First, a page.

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It has been an honor representing the many clients who found themselves injured by exposure to asbestos. Most were exposed in the workplace, working hard jobs as boilermakers, pipefitters and other jobs that were key to our country’s industrialization and our success in World War II. Now with many of the offending companies out of business or just coming out of bankruptcy, most remaining claims will not involve jury trials, but some may qualify for small settlements that will be handled admistratively.
Many young people today do not know about the history of asbestos injuries, so I post some information below.

Asbestos is a naturally occurring fibrous silicate that was widely used in the past for commercial applications because of its heat-resistance properties. Asbestos exists in several forms. The 2 primary groups of asbestos comprise amphibole and serpentine fibers. Chrysotile (white asbestos) is serpentine and the only form of asbestos that is used commercially at this time, and it accounts for more than 90% of asbestos used in the United States.

For the most part, asbestos exposure has been industrial or occupational and primarily affects workers involved in mining or processing asbestos or those involved in the use of asbestos in the shipbuilding, construction, and textile- and insulation-manufacturing industries. About 2-6 million people in the United States are estimated to have had significant levels of exposure. High exposures ceased in the United States in the late 1970s because of governmental legislation passed after the adverse effects became recognized. However, because the latency period between an initial exposure and the development of most asbestos-related disease is 20 years or longer, asbestos-related disease remains an important public health issue.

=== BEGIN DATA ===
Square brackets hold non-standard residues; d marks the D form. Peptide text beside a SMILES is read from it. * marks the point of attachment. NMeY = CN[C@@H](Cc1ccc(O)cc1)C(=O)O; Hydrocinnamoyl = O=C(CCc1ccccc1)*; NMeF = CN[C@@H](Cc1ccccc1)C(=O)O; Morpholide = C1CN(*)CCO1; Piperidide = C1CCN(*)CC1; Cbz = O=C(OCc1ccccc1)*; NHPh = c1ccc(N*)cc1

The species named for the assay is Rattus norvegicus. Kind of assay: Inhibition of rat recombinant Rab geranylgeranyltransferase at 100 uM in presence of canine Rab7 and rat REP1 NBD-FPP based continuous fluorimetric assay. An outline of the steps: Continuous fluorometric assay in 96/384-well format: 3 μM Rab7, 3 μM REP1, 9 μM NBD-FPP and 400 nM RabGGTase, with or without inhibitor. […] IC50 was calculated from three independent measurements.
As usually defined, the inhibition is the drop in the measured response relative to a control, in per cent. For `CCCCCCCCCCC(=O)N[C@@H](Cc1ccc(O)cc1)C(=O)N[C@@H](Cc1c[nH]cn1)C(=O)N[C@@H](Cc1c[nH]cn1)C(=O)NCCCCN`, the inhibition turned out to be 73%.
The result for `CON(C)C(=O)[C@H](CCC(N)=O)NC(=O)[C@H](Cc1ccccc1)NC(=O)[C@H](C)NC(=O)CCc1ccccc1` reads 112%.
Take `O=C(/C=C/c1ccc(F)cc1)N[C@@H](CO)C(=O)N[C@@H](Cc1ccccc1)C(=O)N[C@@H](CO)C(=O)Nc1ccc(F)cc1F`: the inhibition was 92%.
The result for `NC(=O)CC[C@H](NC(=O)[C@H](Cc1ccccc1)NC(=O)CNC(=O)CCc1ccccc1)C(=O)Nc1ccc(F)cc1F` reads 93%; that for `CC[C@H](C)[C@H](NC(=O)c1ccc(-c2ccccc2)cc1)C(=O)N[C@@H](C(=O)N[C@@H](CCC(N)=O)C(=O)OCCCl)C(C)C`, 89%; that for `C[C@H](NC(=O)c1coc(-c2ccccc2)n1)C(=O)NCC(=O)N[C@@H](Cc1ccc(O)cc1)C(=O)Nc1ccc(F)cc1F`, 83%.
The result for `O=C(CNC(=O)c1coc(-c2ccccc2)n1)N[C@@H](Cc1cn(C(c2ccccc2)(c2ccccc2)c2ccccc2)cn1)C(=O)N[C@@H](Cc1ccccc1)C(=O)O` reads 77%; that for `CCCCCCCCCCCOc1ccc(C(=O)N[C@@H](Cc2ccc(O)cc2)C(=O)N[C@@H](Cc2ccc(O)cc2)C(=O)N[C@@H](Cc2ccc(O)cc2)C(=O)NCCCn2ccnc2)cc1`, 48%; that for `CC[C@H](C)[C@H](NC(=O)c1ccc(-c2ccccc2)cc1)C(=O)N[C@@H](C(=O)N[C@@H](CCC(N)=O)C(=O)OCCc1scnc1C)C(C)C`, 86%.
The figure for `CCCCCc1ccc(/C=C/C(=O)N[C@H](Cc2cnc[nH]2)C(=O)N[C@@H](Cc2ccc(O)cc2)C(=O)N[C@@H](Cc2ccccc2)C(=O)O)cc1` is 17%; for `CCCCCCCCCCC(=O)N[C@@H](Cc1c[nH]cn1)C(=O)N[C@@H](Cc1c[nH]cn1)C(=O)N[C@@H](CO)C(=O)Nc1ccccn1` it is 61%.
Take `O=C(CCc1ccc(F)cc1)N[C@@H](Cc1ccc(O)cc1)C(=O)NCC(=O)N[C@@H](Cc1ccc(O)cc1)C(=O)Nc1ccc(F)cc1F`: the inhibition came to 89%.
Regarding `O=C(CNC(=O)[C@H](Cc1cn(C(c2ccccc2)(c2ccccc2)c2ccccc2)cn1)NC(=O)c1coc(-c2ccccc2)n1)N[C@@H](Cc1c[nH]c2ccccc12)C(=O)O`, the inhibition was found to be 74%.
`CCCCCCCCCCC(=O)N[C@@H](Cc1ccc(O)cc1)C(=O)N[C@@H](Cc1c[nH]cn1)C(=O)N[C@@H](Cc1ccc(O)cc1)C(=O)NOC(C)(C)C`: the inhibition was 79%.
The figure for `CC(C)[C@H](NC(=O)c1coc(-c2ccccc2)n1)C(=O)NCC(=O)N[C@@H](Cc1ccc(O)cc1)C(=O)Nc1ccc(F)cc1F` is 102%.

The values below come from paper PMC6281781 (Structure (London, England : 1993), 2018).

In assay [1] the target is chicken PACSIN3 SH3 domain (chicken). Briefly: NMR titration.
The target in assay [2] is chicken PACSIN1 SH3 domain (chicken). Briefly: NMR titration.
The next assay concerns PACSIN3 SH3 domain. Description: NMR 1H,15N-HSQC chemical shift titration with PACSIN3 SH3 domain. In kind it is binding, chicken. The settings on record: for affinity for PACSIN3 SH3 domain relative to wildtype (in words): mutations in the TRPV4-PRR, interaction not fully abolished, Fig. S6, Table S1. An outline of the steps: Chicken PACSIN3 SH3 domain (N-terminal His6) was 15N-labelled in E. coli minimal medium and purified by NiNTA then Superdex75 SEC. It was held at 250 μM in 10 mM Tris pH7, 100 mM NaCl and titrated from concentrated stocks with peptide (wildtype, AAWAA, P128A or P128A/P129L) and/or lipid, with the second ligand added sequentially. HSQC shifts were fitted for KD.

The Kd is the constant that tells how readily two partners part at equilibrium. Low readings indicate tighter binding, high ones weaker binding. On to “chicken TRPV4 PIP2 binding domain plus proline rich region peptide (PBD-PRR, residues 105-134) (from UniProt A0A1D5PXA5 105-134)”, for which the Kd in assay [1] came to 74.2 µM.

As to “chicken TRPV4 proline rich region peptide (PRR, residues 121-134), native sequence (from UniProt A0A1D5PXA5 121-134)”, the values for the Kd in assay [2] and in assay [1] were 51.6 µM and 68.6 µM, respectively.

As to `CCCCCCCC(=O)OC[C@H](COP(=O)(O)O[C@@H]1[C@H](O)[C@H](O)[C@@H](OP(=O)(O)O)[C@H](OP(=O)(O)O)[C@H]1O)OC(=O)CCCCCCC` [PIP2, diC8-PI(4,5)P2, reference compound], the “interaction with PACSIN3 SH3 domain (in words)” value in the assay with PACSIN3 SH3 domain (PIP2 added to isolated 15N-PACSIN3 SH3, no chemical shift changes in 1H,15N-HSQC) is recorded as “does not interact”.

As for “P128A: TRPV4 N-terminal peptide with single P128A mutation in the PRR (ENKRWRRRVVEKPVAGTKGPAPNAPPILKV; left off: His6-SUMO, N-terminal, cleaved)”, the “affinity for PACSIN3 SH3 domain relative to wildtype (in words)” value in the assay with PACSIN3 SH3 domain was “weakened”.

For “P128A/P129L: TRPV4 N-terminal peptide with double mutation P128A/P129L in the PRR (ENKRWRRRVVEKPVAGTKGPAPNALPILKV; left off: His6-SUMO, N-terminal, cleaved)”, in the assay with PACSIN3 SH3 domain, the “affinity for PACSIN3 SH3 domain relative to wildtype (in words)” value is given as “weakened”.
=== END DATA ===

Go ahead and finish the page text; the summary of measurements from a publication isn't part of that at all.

The spectrum of asbestos-related thoracic diseases includes benign pleural effusion, pleural plaques, diffuse pleural thickening, rounded atelectasis, asbestosis, mesothelioma, and lung cancer. Asbestosis is defined as diffuse lung fibrosis due to the inhalation of asbestos fibers, and it is one of the major causes of occupationally related lung damage. Mesothelioma is a malignant pleural or peritoneal tumor that rarely occurs in patients who have not been exposed to asbestos.

The diagnostic approach to asbestos-related intrathoracic disease is different from that of other diffuse lung diseases because of the medicolegal implications. The likelihood of asbestos-related disease should be determined, and other possible causes should be eliminated. An assessment of the extent of disease is used to calculate compensation. Therefore, imaging plays a pivotal role in the diagnosis and management of asbestos-related disease.

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